Wine accessories: A buyer’s guide

If you only enjoy an occasional class of wine, you probably don’t need much more than a corkscrew and a few glasses. However, if you’re a serious wine drinker — or want to be a serious wine drinker — or you entertain often, you probably need a few more accessories in order to get the most out of your favorite beverage.

But walk into a home store or wine shop or browse an online wine store, and it’s easy to get overwhelmed by the sheer number of corkscrews, stoppers, aerators, decanters and other gadgets. And that’s not even getting into the variety of glasses to choose from.

But that’s no reason to be intimidated and resolve to use a dollar-store corkscrew and juice glasses instead. While you probably don’t need every accessory on the market, there are some must-haves that will enhance your enjoyment of wine while making it easier to store, open and serve.



Properly storing wine both before and after you open the bottle can make a significant difference in how the wine tastes. Over time, wine corks can dry out and allow oxygen into the bottles, which can cause the wine to spoil and turn to vinegar. And as anyone who’s inadvertently sipped a glass of spoiled wine can tell you, it’s an unpleasant experience.

The solution is to store wine bottles on their sides, which helps keep the corks moist. If you plan to store wine for more than a few weeks, invest in a wine rack that allows for proper positioning. And if you’re a serious wine drinker and particularly enjoy white wines, which are best served chilled, a wine refrigerator is a worthwhile investment. Storing wine in a wine refrigerator allows it to stay at a consistent temperature; a regular household refrigerator often has different temperatures in different sections, a problem that’s exacerbated by the opening and closing of the door. With a wine fridge, your wine is kept at the ideal temperature up until the moment you drink it.

If a wine cooler is out of your budget, at the minimum, keep a stainless steel wine bucket on hand to keep white wines chilled during dinner parties or picnics, and invest in some good quality wine stoppers. Again, keeping wine fresh requires limiting the amount of oxygen that gets into the bottle. If you don’t finish the bottle of wine, a stopper is a necessity. If you drink expensive fine wines or want to be sure to remove all of the air, consider investing in a stopper that pumps the air out of the bottle and allows you to re-cork it to keep the wine fresh longer.


It seems that everyone wants to build a better mousetrap, and you can find all sorts of corkscrews that promise to open wine bottles faster and more easily than any other. When it comes to buying a corkscrew, it largely comes down to preference. The model that works for you and allows you to easily open a bottle of wine is the best. If a corkscrew requires too much effort or mangles the cork (and you don’t want pieces of the cork in your wine) look for a different model.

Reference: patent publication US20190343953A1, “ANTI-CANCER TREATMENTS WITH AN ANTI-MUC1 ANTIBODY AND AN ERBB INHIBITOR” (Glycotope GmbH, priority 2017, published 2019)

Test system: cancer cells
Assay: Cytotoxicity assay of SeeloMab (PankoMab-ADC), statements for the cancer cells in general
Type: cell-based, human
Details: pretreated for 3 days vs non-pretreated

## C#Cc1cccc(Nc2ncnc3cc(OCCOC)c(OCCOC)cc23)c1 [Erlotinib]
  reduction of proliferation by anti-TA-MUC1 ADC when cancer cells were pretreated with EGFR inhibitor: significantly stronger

In addition to a corkscrew, you might also want to invest in a foil cutter to remove the wrappers from bottles.


When you serve wine at a dinner party, you can either place the bottles on the table or decant the wine into larger containers. Decanting allows you to keep the sediment from older red wines out of the serving glasses and aerate wines that taste better after breathing for a while. Decanters range from elaborate, fine glassware designed for specific types of wine to simple carafes, and the choice is yours, depending on your budget, entertaining style and how often you decant.

More important is the type of glassware you use to serve wine. While you can certainly sip your vino from any type of receptacle, using the proper glass can enhance your enjoyment. Red wine glasses have larger, wider bowls, while white wine glasses, designed for enjoying the more subtle aromas and flavors of white wines, have tapered bowls. If you enjoy sparkling wines or champagnes, narrow flutes are the best.

While these are the basic necessities for enjoying wine, as you develop your taste and appreciation for wine, you may find other accessories, such as wine journals, wine charms, drip collectors and more that enhance your enjoyment. Take time to explore the wide variety of wine accessories, ask questions and build your collection as you go.


About the Author: Erica Glynn is a blogger and confirmed shopaholic who has nearly 50 different wine glasses in her collection — a number she calls an occupational hazard, considering that she writes about wine, food and entertaining for a large lifestyle website.

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